(Bloomberg View) — Austin Frakt of the Incidental Economist writes (and tweets!) to ask if I have ever written anything on the externality argument for the Patient Protection and Affordable Care Act (PPACA) individual mandate. Good question, and the answer is that I don’t think I have, though the archives from my first six years of blogging are shot, and the rest are now scattered across three different sites that don’t always turn up on Google searches.
But there’s nothing stopping me from doing so now, and hey, here I am, doing it.
For those who might not know the term, “externality” is economist-speak, and it means about what it sounds like: an effect that your action has on others. An externality can be positive or negative, and obviously, we as a society would like to have as many as possible of the former and as few as possible of the latter. In other words, “Your right to swing your fist stops at the end of my nose.”
I’m a libertarian, and libertarians love talking about externalities. They give us a (relatively) clear way to define what are and are not legitimate scopes of public action. Whatever you’re doing in the privacy of your own bedroom with another consenting adult is really none of my business, even if I think you oughtn’t to be doing it. On the other hand, if you’re breeding rats and cockroaches in there, and they’re coming through the shared wall of our respective row houses, then I have the right to get the law involved.
Framing things as “externalities” is therefore a good way to get a libertarian, or someone who leans that way, on your side. And such frames have come up over and over in the debate over Obamacare, which has been variously justified by the cost to the state of emergency room care; the cost to society of free-riding young folks who don’t buy insurance until they get sick; the public health cost of people who don’t go to the doctor and get really, expensively sick; an unhealthy workforce that is less productive; and the cost to friends and relatives who have to chip in to cover uninsured medical expenses.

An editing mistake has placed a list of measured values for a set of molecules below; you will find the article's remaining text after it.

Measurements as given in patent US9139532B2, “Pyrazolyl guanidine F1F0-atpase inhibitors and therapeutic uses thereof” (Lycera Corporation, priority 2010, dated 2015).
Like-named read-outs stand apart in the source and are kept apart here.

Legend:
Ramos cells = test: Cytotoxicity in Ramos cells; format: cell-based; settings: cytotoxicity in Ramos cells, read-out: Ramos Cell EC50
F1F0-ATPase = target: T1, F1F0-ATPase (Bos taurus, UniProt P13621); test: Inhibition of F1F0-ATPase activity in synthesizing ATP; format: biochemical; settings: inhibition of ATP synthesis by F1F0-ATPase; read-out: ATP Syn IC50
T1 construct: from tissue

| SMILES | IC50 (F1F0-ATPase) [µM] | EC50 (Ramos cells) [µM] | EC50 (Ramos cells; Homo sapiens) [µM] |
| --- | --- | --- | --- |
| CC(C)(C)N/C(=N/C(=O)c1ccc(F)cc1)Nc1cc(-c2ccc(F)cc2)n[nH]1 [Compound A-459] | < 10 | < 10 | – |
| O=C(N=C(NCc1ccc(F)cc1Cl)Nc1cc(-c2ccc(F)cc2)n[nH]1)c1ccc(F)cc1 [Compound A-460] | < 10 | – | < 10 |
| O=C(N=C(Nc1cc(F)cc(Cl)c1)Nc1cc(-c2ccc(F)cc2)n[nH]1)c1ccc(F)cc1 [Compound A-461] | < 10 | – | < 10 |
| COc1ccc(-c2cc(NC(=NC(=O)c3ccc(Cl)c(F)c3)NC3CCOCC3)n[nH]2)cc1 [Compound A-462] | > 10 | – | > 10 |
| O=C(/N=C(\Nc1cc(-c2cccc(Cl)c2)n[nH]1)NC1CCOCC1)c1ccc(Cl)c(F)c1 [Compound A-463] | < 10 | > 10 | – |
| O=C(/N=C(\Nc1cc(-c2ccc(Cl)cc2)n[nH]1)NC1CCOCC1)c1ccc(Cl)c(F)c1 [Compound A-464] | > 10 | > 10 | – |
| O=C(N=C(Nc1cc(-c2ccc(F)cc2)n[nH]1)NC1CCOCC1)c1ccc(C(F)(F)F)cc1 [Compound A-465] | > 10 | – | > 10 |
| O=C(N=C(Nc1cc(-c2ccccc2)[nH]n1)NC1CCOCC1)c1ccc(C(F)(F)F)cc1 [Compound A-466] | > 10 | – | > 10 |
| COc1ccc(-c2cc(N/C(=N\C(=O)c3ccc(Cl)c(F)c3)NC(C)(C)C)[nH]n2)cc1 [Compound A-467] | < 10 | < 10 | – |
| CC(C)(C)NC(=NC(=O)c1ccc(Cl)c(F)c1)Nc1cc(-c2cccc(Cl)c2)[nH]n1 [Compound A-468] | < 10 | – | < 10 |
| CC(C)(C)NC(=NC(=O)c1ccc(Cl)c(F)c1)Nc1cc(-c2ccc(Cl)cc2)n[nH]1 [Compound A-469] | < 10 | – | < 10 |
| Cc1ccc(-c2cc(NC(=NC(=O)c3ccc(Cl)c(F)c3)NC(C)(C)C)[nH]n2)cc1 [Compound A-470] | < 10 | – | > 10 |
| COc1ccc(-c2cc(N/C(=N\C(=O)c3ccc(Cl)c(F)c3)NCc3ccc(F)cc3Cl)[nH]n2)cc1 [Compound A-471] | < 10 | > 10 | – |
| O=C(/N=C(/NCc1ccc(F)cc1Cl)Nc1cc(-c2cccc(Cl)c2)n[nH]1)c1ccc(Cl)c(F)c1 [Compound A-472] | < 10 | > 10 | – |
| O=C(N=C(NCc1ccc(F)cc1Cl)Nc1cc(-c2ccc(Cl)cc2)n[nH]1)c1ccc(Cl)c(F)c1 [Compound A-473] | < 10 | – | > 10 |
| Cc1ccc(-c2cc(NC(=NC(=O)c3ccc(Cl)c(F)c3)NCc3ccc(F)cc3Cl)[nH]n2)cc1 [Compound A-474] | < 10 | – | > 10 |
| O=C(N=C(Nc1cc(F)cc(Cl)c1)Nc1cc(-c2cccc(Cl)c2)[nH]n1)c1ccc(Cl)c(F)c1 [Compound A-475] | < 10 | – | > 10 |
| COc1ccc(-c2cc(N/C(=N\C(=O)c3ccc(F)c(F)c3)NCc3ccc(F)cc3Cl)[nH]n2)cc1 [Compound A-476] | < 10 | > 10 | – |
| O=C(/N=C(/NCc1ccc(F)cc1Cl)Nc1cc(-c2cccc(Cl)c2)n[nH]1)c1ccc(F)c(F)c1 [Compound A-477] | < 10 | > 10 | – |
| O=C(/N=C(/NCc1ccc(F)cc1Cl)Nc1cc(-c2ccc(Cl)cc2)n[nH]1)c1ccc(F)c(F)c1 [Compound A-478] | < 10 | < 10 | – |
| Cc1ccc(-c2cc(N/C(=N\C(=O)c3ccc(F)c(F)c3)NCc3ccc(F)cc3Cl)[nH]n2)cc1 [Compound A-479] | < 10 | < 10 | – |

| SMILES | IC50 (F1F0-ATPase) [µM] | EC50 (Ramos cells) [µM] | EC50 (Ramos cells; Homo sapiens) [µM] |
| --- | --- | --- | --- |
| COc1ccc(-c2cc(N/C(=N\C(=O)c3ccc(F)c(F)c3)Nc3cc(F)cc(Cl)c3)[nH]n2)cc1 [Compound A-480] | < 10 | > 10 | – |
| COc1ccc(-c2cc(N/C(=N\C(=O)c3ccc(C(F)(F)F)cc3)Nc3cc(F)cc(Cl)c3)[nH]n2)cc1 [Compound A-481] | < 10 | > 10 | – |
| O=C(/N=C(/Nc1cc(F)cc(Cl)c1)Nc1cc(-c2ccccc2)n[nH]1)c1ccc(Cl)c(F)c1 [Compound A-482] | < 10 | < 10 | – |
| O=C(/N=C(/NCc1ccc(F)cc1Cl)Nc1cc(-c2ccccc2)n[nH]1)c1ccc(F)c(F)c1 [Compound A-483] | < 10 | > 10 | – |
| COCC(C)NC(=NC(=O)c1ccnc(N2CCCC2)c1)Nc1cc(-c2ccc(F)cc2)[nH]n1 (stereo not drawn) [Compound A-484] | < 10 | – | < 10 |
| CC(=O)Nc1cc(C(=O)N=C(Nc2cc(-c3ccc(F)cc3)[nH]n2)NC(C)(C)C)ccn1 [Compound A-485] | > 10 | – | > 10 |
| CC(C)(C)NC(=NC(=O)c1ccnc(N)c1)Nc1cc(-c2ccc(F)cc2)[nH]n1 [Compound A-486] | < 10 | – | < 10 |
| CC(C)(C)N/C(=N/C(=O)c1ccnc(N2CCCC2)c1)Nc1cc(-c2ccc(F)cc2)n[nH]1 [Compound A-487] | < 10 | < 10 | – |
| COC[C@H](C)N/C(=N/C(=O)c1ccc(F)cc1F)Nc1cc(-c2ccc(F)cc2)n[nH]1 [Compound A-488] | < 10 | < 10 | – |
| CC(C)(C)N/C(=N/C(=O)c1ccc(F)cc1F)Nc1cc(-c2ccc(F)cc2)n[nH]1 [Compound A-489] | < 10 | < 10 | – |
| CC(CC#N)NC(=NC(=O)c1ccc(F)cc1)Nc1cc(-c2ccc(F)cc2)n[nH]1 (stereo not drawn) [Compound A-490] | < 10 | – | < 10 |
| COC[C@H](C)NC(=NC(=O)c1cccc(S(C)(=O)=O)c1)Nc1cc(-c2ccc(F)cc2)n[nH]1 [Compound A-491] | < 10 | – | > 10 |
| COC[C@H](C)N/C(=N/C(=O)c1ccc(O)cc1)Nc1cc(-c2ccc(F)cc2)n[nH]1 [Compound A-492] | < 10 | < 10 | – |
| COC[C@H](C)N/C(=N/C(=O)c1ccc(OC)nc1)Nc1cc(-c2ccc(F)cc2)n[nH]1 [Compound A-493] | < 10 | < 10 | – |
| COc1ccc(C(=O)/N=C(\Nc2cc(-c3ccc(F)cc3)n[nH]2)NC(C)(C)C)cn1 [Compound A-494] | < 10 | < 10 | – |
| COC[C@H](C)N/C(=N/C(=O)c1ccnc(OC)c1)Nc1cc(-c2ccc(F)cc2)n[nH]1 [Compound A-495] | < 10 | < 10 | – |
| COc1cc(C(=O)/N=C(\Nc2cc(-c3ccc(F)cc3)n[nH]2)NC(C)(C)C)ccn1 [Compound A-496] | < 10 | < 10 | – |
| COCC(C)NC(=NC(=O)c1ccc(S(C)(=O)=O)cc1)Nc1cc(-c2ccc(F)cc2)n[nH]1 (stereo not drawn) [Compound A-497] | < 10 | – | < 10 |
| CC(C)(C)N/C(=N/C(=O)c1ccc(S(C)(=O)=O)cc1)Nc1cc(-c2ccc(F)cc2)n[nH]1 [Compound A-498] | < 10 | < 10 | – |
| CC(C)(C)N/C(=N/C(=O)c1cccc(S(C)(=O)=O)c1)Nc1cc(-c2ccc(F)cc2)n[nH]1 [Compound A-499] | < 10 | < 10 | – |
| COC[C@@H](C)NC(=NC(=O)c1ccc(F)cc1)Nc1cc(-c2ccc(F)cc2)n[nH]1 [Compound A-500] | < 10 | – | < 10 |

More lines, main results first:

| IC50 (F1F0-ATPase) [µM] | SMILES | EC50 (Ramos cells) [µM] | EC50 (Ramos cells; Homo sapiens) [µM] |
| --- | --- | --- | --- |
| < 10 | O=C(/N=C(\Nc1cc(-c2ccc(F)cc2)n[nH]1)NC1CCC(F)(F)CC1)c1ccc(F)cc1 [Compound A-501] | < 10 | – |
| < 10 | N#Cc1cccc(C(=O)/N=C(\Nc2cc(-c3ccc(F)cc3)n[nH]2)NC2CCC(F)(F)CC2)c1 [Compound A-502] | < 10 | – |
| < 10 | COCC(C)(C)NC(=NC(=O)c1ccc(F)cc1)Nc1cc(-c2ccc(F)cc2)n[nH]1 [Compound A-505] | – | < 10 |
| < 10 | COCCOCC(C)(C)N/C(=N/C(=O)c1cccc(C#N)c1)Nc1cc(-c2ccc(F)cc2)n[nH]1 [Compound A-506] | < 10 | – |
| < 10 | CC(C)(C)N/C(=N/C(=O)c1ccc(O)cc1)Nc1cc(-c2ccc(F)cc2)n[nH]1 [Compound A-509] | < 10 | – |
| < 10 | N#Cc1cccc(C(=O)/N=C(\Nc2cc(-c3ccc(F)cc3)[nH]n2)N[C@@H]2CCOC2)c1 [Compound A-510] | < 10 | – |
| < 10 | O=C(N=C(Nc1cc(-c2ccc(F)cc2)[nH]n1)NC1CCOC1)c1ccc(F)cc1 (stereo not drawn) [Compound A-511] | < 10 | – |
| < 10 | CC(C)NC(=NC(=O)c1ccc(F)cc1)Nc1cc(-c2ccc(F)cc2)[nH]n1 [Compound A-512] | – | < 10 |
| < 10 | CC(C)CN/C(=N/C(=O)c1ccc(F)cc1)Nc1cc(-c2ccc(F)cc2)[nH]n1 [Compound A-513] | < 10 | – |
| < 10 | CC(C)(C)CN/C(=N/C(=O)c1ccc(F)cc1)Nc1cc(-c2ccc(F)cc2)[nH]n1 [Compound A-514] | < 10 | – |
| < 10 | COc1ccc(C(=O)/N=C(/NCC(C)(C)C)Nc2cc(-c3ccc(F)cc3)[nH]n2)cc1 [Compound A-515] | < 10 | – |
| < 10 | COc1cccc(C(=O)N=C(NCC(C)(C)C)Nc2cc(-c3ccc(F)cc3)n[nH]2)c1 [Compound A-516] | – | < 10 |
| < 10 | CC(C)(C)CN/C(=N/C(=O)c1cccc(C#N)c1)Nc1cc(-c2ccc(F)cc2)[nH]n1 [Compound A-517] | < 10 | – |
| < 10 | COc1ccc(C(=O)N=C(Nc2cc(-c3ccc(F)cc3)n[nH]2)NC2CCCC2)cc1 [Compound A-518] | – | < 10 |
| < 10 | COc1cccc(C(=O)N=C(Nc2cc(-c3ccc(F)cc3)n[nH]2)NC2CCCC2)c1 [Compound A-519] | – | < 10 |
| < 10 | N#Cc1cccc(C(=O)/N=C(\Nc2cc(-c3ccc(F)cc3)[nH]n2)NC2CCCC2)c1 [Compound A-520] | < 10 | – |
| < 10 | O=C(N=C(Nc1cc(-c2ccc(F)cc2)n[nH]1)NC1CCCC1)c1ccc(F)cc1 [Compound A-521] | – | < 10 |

I didn’t find any of those arguments particularly convincing. The third can just be dispensed with on the grounds of accuracy: In general, preventive medicine does not save money. Oh, it may save money in the particular case of someone whose diabetes or cancer went long undiagnosed. The problem is, you can’t just look at the cost of sick folks who would have been a lot cheaper to treat if their conditions had been caught earlier. You also have to include the cost of all the healthy people you had to screen in order to catch that one case of disease.
And with limited exceptions, the cost of screening the healthy generally outweighs the cost of treating the chronically ill. Now, you can certainly argue for preventive care on other grounds — for example, that it makes people healthier (though even then you have to add the cost of unnecessary medical procedures, such as biopsies following a false positive on a blood test, which is why we do not, say, give annual mammograms to every American woman). But it’s not generally a money saver, so this particular externality doesn’t exist.
The rest of the arguments have some weight, but in the end, I don’t think they’re weighty enough. Let me explain.
On closer examination, arguments about externalities turn out to be not quite as neat as libertarians, or economists, would like. If you frame it right, almost anything can be an externality, which is useful as a way to tack a thin veneer of economic rationalism onto your political argument but useless as a way to make policy in a pluralistic society. What if knowing that you and your partner are doing naughty things a few feet from my bed causes me severe mental anguish? That’s surely an externality, so why don’t we take notice of it?
The answer is that we don’t simply say “OMG, negative externality! Quick, government, kill it with fire!” Because in that way lies madness. As it’s easy to see, reducing this negative externality itself has a negative externality, which falls on the folks who enjoy doing naughty things a few feet from your head.
So too with the individual mandate. Make people buy insurance because their lack of insurance has negative externalities. But getting cheaper insurance for some now has negative externalities on folks who have to buy pricey insurance that costs them far more than the benefit they get out of it. It’s like sitting between two mirrors: negative externalities stretching away to infinity on both sides.
How do we decide? Not in any very clean way, of course, this being a society filled with imperfectly rational humans rather than a blackboard in an economics class. But society has generally settled on some rough intuitive rules, which I’ll try to make explicit: